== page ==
In the Best Actress category, Jessica Chastain won for The Eyes of Tammy Faye, beating Olivia Colman for The Lost Daughter, Penélope Cruz for Parallel Mothers, Nicole Kidman for Being the Ricardos and Kristen Stewart for Spencer.
In the Best Supporting Actress category, Ariana DeBose won for West Side Story, beating Jessie Buckley for The Lost Daughter, Judi Dench for Belfast, Kirsten Dunst for The Power of the Dog and Aunjanue Ellis for King Richard.
For Best Original Screenplay, Belfast beat Don’t Look Up, Licorice Pizza, King Richard and The Worst Person in the World. For Best Adapted Screenplay, CODA won over Drive My Car, Dune, The Power of the Dog and West Side Story.
In the Best Original Score category, Hans Zimmer won for Dune, beating Don’t Look Up, Encanto, Parallel Mothers and The Power of the Dog.
In the Best Original Song category, Billie Eilish and her brother and collaborator Finneas O’Connell won for ‘No Time To Die’, beating DIXSON and Beyoncé for King Richard‘s ‘Be Alive’, Lin-Manuel Miranda for Encanto‘s ‘Dos Oruguitas’, Van Morrison for Belfast‘s ‘Down to Joy’, and Diane Warren for Four Good Days‘ ‘Somehow You Do’.
In the Best Sound category, Dune won over Belfast, No Time To Die, The Power of the Dog and West Side Story.
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For Best Cinematography, Dune also beat Nightmare Alley, The Power of the Dog, The Tragedy of Macbeth and West Side Story. Dune took home Best Editing, beating Don’t Look Up, The Power of the Dog, King Richard and Tick, Tick… Boom.
Adding to its technical haul, Dune won Best Production Design, up against Nightmare Alley, The Power of the Dog, The Tragedy of Macbeth and West Side Story. Dune also won Best Visual Effects, keeping Spider-Man: No Way Home from following through on its only nomination, also beating Free Guy, Shang-Chi and the Legend of the Ten Rings and No Time to Die.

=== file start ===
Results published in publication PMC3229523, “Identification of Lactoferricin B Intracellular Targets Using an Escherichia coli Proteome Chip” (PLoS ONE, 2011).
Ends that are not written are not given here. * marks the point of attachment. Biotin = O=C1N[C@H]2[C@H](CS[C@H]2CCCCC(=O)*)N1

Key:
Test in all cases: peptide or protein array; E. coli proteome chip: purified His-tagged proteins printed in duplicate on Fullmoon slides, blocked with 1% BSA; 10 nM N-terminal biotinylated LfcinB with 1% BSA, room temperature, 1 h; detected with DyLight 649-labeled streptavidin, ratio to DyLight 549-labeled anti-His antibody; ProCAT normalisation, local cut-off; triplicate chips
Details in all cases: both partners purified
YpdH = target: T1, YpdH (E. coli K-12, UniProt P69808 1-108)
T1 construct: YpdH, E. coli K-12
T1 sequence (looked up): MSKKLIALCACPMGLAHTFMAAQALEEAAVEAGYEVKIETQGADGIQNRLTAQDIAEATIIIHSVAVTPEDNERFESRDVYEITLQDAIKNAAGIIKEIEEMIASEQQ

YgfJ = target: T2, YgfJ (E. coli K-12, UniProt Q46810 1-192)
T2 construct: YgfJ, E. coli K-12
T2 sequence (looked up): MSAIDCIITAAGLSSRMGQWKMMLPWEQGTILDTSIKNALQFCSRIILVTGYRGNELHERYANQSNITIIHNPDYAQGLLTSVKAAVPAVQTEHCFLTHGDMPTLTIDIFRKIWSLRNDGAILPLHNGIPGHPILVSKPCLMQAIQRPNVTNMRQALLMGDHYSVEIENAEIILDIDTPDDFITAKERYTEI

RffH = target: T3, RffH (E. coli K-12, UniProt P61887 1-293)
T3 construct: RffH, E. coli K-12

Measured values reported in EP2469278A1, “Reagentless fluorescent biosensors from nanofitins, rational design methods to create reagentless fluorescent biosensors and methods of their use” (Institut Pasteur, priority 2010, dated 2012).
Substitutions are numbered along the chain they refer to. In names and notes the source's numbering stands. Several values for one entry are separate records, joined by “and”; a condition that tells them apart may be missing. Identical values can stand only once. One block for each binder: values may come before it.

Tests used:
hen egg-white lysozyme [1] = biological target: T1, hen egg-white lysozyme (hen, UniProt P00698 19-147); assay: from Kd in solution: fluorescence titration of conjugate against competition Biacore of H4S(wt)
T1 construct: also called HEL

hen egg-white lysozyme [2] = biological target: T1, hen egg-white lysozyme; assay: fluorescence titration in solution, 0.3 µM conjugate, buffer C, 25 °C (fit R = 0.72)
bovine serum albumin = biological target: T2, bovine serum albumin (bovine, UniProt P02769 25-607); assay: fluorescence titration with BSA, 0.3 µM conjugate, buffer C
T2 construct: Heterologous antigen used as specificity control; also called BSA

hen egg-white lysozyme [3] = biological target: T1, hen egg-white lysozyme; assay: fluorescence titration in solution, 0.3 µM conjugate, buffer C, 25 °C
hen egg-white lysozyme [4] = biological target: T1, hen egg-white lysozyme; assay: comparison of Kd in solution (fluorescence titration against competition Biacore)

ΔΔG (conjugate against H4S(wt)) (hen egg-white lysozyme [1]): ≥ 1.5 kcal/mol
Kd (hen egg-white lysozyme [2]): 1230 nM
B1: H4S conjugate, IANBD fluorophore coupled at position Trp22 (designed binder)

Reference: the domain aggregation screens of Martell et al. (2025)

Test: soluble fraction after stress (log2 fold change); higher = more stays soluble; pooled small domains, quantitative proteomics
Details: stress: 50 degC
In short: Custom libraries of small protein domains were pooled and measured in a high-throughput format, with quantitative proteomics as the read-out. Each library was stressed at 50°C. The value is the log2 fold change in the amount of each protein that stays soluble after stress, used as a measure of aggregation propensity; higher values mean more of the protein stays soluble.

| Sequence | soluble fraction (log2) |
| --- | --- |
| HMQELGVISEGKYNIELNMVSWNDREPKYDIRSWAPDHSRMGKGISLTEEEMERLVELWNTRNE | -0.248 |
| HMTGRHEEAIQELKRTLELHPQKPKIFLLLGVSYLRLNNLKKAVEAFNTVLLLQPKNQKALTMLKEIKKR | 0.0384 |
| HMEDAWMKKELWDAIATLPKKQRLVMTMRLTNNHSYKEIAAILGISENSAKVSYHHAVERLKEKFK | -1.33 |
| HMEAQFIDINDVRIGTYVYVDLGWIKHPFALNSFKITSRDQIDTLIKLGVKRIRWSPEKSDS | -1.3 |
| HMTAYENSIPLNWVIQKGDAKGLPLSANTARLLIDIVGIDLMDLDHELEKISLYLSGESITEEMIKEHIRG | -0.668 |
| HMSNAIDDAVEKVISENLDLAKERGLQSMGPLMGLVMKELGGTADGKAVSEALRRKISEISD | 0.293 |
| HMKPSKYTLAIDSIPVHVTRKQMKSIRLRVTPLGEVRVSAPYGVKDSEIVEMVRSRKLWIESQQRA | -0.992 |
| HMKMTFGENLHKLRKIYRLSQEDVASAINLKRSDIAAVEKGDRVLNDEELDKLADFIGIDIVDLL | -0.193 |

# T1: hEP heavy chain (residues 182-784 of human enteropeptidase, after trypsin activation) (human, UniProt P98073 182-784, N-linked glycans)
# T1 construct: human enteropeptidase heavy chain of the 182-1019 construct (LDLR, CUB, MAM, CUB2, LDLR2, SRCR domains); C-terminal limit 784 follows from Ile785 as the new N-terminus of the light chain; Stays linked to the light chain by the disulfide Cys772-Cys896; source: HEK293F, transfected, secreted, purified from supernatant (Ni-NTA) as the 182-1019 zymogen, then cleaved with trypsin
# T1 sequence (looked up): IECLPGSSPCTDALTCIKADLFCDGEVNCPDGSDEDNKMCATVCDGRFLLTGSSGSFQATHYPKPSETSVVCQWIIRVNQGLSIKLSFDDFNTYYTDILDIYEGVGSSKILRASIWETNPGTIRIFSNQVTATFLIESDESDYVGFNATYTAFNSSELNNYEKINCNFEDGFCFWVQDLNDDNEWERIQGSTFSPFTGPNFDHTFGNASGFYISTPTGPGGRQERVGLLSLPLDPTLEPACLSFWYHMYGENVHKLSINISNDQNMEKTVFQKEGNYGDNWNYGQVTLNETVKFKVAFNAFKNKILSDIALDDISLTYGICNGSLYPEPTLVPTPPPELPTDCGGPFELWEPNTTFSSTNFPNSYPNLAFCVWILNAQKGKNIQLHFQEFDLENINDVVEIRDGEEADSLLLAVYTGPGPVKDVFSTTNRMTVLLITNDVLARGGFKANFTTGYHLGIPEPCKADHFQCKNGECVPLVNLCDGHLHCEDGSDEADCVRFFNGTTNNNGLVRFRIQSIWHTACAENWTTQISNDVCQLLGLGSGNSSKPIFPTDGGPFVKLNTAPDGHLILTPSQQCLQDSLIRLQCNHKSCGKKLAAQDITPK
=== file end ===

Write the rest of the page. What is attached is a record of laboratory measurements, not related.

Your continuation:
For Best Costume Design, Cruella won over Cyrano, Dune, Nightmare Alley and West Side Story. For Best Makeup and Hairstyling, The Eyes of Tammy Faye won over Coming 2 America, Cruella, Dune and House of Gucci.
Encanto won Best Animated Feature, beating Flee, Luca, The Mitchells vs. the Machines, Raya and the Last Dragon. The Windshield Wiper took home Best Animated Short, beating Affairs of the Art, Bestia, Boxballet and Robin Robin.
Drive My Car won Best International Feature, beating Flee, The Hand of God, Lunana: A Yak in the Classroom and The Worst Person in the World.
In the Best Documentary Feature category, Summer of Soul beat Ascension, Attica, Flee and Writing With Fire.
In the Best Documentary Short category, The Queen of Basketball beat Audible, Lead Me Home, Three Songs for Benazir and When We Were Bullies. The Long Goodbye won Best Live-Action Short, beating Ala Kachuu – Take and Run, The Dress, On My Mind and Please Hold.
Dune won the most awards of the night, taking home a total of six Oscars.
There’s also the fan-voted categories: Most Cheer-Worthy Moment went to The Flash’s speed force scene in Zack Snyder’s Justice League; and the overall fan-favourite award went to Snyder’s Army of the Dead.